Australia’s The Catholic Weekly reported, “The Church in Sydney will offer the antidote to the ‘globalization of indifference,’ as identified by Pope Francis, when it throws open the doors of St. Mary’s Cathedral for 24 hours as a response to the Pope’s invitation for a ‘festival of forgiveness.’”

In the Philippines, the Catholic Bishops’ Conference invited everyone to “stay united with the Holy Father in praying for a new era of mercy and compassion for the world.” Five churches in the Archdiocese of Lingayen-Dagupan will remain open for 24-hour adoration and confession.  

San Francesco di Paulo Church in San Antonio is participating for the second year, according to Father Lawrence Christian, vicar general for the Archdiocese of San Antonio. 

“Last year, priests were available to hear confession for the full 24 hours, and we have a full roster of two or three priests at a time again this year,” he said. “There were steady lines for confession most of the time and usually around 40 to 50 people in adoration throughout the day, but, of course, less during the nighttime hours.”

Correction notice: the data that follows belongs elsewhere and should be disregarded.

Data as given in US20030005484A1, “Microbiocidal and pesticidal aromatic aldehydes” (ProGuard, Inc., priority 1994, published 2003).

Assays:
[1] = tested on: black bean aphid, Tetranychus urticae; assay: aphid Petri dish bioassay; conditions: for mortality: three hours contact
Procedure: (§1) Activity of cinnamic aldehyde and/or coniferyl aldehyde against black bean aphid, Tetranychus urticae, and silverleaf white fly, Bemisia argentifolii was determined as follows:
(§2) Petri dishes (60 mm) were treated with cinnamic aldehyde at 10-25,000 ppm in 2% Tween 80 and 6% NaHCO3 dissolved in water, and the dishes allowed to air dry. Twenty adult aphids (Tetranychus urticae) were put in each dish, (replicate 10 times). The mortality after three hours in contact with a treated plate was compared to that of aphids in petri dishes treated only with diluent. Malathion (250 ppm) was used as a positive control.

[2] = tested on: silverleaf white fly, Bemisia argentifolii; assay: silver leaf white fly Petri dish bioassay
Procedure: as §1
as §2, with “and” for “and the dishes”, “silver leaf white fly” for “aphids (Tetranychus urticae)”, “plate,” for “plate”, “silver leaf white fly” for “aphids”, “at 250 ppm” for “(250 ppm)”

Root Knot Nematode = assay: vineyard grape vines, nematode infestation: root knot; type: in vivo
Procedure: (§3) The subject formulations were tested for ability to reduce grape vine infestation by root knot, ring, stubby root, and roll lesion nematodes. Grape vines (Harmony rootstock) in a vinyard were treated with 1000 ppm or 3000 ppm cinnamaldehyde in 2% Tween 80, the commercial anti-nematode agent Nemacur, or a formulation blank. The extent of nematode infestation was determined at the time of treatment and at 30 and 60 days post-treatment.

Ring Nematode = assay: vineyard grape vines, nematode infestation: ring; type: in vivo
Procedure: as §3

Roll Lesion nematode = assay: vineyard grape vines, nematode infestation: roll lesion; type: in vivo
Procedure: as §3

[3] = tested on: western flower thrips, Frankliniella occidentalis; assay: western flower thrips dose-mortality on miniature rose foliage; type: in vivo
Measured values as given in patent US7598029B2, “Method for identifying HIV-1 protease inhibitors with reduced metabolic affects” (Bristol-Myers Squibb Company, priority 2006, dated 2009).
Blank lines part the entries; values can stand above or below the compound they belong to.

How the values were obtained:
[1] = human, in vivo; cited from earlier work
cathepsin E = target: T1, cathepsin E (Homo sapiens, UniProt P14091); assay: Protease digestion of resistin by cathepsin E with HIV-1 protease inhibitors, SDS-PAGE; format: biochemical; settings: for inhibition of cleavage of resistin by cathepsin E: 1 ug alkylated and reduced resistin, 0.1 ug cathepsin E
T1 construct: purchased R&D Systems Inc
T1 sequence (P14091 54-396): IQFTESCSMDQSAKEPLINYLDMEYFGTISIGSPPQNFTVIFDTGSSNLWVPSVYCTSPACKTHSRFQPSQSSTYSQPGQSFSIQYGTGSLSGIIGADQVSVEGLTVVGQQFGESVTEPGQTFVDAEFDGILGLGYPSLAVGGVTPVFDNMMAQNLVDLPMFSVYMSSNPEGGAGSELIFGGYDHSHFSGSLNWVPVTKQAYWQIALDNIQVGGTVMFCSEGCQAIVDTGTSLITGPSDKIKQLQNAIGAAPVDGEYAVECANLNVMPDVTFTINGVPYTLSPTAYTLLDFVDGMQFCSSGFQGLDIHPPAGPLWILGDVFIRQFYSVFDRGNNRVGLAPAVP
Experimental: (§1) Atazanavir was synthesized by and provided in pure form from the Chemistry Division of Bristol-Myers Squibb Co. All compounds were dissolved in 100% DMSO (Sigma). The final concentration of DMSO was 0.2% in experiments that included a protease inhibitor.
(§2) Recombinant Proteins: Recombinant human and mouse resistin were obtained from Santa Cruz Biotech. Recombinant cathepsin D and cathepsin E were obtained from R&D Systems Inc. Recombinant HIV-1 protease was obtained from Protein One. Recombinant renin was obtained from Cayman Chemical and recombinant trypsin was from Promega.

At St. Raphael’s in Fairbanks, Alaska, the bulletin announcing the event noted: “Remember, your prayers will be joined in unity with the prayers of Catholics around the world.”

In the Diocese of Lincoln, Neb., there will be exposition of the Blessed Sacrament and confession for the entire 24 hours at the Cathedral of the Risen Christ, beginning Friday at 6pm.

“Bishop [James] Conley wants to be in solidarity with Pope Francis’s desire to promote adoration and confession,” Father Daniel Rayer, chancellor for the diocese, told the Register. “Adoration is a great opportunity to experience the presence of Jesus in our lives, and through confession, we encounter the mercy that Jesus offers us and the forgiveness of sins.”